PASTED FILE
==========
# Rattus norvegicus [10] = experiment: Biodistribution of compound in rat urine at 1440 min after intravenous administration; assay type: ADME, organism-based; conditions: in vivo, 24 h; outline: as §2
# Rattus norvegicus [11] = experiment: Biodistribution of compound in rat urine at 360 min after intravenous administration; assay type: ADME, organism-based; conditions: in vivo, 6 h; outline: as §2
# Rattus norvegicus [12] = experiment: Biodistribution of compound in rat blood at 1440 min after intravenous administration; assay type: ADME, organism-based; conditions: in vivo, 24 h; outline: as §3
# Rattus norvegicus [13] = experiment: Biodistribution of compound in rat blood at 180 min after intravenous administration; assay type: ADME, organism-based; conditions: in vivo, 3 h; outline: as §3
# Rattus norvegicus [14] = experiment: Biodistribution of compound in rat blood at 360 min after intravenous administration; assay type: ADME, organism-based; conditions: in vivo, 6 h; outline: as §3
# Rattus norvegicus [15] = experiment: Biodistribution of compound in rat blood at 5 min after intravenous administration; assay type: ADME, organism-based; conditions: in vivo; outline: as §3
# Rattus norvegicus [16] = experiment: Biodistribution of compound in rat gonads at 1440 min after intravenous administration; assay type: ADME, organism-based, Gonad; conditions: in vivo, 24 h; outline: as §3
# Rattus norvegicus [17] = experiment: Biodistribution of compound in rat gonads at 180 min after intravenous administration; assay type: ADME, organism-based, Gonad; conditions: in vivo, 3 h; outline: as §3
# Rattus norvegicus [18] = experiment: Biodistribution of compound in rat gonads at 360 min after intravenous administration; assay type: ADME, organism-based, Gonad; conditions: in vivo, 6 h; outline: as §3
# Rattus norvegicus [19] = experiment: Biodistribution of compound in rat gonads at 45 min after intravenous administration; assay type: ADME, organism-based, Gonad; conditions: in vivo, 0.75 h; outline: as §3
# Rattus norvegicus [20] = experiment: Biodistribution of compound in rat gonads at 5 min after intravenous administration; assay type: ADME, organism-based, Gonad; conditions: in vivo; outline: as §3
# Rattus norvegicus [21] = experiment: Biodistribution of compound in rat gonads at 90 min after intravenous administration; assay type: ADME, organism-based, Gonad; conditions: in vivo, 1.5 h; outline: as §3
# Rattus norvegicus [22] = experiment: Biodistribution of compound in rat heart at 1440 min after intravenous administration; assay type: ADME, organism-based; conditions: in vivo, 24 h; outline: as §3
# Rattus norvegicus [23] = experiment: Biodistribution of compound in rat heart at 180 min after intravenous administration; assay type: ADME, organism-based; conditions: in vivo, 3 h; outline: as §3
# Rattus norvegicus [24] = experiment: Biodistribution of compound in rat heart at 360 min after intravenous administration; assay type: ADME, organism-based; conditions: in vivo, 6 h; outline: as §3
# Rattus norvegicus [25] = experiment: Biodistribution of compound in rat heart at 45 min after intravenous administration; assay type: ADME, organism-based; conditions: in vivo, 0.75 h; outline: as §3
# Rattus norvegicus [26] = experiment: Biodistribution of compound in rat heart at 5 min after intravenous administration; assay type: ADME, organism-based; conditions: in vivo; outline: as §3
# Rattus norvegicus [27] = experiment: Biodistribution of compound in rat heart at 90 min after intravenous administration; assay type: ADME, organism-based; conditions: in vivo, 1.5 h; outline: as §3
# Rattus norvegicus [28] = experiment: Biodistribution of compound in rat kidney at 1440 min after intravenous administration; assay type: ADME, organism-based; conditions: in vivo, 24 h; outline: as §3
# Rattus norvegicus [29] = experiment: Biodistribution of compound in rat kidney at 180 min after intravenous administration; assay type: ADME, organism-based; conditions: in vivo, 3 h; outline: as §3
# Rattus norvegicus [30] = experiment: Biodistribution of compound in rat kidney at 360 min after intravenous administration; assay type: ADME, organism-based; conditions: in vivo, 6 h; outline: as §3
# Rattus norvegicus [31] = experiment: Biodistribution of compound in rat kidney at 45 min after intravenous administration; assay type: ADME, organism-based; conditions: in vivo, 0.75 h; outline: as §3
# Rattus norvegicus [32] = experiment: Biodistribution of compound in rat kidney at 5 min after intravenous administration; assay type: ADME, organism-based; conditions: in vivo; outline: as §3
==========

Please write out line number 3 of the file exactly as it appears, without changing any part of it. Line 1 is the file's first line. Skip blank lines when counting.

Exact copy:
# Rattus norvegicus [12] = experiment: Biodistribution of compound in rat blood at 1440 min after intravenous administration; assay type: ADME, organism-based; conditions: in vivo, 24 h; outline: as §3